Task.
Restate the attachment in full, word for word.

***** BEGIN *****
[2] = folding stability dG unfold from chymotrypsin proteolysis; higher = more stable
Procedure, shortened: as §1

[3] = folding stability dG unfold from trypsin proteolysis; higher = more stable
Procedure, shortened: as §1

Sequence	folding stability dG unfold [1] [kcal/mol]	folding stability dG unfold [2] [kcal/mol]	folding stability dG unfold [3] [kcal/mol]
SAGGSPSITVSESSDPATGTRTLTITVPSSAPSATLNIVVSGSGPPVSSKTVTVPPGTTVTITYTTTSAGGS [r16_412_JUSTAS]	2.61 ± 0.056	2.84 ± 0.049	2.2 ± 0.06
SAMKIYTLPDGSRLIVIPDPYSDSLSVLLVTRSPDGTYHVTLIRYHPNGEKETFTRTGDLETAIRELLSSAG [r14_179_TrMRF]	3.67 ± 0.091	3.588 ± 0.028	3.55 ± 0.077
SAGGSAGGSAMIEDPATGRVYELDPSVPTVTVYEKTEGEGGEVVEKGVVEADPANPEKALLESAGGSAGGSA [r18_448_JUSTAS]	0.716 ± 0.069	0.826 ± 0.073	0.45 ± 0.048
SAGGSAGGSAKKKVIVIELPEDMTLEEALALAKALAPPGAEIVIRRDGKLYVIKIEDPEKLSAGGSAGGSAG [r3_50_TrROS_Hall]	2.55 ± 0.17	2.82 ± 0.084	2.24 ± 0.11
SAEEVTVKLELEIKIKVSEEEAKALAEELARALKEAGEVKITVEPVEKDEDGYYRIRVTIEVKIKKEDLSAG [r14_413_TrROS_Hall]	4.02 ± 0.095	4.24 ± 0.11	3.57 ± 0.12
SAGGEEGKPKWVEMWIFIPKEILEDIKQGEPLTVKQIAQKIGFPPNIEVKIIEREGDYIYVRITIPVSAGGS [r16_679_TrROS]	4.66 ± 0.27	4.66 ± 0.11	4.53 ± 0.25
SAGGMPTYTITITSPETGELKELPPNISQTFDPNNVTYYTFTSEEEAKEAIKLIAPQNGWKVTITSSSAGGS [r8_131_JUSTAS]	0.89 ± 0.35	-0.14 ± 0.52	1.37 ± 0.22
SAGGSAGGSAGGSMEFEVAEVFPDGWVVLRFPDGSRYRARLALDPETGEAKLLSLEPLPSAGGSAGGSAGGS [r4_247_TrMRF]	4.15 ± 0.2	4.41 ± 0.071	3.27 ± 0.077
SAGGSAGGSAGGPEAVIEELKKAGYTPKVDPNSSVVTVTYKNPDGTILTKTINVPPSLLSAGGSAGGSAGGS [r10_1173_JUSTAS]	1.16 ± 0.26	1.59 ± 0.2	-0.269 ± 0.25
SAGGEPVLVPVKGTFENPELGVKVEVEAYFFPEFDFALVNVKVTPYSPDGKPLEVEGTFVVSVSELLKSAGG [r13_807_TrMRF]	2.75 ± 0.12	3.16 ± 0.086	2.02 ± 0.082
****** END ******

[2] = folding stability dG unfold from chymotrypsin proteolysis; higher = more stable
Procedure, shortened: as §1

[3] = folding stability dG unfold from trypsin proteolysis; higher = more stable
Procedure, shortened: as §1

Sequence	folding stability dG unfold [1] [kcal/mol]	folding stability dG unfold [2] [kcal/mol]	folding stability dG unfold [3] [kcal/mol]
SAGGSPSITVSESSDPATGTRTLTITVPSSAPSATLNIVVSGSGPPVSSKTVTVPPGTTVTITYTTTSAGGS [r16_412_JUSTAS]	2.61 ± 0.056	2.84 ± 0.049	2.2 ± 0.06
SAMKIYTLPDGSRLIVIPDPYSDSLSVLLVTRSPDGTYHVTLIRYHPNGEKETFTRTGDLETAIRELLSSAG [r14_179_TrMRF]	3.67 ± 0.091	3.588 ± 0.028	3.55 ± 0.077
SAGGSAGGSAMIEDPATGRVYELDPSVPTVTVYEKTEGEGGEVVEKGVVEADPANPEKALLESAGGSAGGSA [r18_448_JUSTAS]	0.716 ± 0.069	0.826 ± 0.073	0.45 ± 0.048
SAGGSAGGSAKKKVIVIELPEDMTLEEALALAKALAPPGAEIVIRRDGKLYVIKIEDPEKLSAGGSAGGSAG [r3_50_TrROS_Hall]	2.55 ± 0.17	2.82 ± 0.084	2.24 ± 0.11
SAEEVTVKLELEIKIKVSEEEAKALAEELARALKEAGEVKITVEPVEKDEDGYYRIRVTIEVKIKKEDLSAG [r14_413_TrROS_Hall]	4.02 ± 0.095	4.24 ± 0.11	3.57 ± 0.12
SAGGEEGKPKWVEMWIFIPKEILEDIKQGEPLTVKQIAQKIGFPPNIEVKIIEREGDYIYVRITIPVSAGGS [r16_679_TrROS]	4.66 ± 0.27	4.66 ± 0.11	4.53 ± 0.25
SAGGMPTYTITITSPETGELKELPPNISQTFDPNNVTYYTFTSEEEAKEAIKLIAPQNGWKVTITSSSAGGS [r8_131_JUSTAS]	0.89 ± 0.35	-0.14 ± 0.52	1.37 ± 0.22
SAGGSAGGSAGGSMEFEVAEVFPDGWVVLRFPDGSRYRARLALDPETGEAKLLSLEPLPSAGGSAGGSAGGS [r4_247_TrMRF]	4.15 ± 0.2	4.41 ± 0.071	3.27 ± 0.077
SAGGSAGGSAGGPEAVIEELKKAGYTPKVDPNSSVVTVTYKNPDGTILTKTINVPPSLLSAGGSAGGSAGGS [r10_1173_JUSTAS]	1.16 ± 0.26	1.59 ± 0.2	-0.269 ± 0.25
SAGGEPVLVPVKGTFENPELGVKVEVEAYFFPEFDFALVNVKVTPYSPDGKPLEVEGTFVVSVSELLKSAGG [r13_807_TrMRF]	2.75 ± 0.12	3.16 ± 0.086	2.02 ± 0.082